Cancerous cells are detected thanks to fluorescent dyes that illuminate tissues! Could change the future of cancer treatment

The way to detect cancer in the silent stage from

According to The Guardian newspaper, the technique, developed by scientists and surgeons from Oxford University in collaboration with the California biotechnology company “ImaginAb Inc”, was financed by “Cancer Research UK”.

The fluorescent dye illuminates tiny areas of cancerous tissue that are invisible to the naked eye, allowing surgeons to remove each cancer cell while preserving healthy tissue. This may mean experiencing fewer possible side effects after surgery. In the study, 23 men with prostate cancer were injected with a marker fluorescent dye before undergoing surgery to remove their prostates. The fluorescent dye highlighted cancer cells and places where they had spread to other tissues, such as the pelvis and lymph nodes.


During the operation, a special imaging system was used that shines light on the prostate and nearby areas, making prostate cancer cells shine. Being able to see this much detail allowed surgeons to remove cancer cells while preserving healthy tissue. In the technique in question, the fluorescent dye is combined with a targeting molecule known as “IR800-IAB2M”. The dye and marker molecule bind to a protein called “prostate-specific membrane antigen (PSMA)” found on the surface of prostate cancer cells.


Professor from Oxford University, who took part in the study. Dr. Freddie Hamdy, in his statement, pointed out that they gave the surgeon a second pair of eyes to see where the cancer cells are and whether they have spread, and stated that with this technique, they can eliminate all cancer, including the cells that have spread from the tumor and may come back again later.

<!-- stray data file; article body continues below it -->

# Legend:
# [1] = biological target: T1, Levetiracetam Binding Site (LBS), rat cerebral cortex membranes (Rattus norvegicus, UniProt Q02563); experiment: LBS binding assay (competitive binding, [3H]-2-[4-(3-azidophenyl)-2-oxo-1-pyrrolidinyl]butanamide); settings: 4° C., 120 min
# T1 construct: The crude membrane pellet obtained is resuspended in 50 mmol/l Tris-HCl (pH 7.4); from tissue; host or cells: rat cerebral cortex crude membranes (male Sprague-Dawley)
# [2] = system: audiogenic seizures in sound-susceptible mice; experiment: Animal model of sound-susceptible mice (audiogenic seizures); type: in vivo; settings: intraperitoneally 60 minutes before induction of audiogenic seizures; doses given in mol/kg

Hamdy stated that for the first time they managed to see such fine details of prostate cancer in real time during surgery, and emphasized that they were able to protect the healthy structures around the prostate as much as possible in order to reduce unnecessary side effects that affect life such as “incontinence and erectile dysfunction”.

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Stating that prostate surgery changes life, Hamdy said, “We want patients to leave the operating room knowing that we have done everything possible to destroy their cancer and offer the best quality of life afterwards. I believe that this technique makes this possibility a reality.” said.


It was seen in the scans performed before the surgery of 77-year-old David Butler, one of the 23 men who participated in the study, who lives in the town of Southmoor in Oxfordshire, England, that prostate cancer had begun to spread. Now fully recovered and healthy, Butler said he is lucky and determined to enjoy every moment of life.


Although this technique has currently only been tested in patients with prostate cancer, it can also be adapted to other forms of the disease. Experts hope that the fluorescent dye can be used for other types of cancer by changing the protein that binds to cancer cells.

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Cancer Research UK Director of Research and Innovation, Dr. Iain Foulkes noted that the marker dye and imaging system could “fundamentally change” the way cancer is treated in the future. Details of the study were published in the “European Journal of Nuclear Medicine and Molecular Imaging”.
This content was published by Nilgün Akbıyık.

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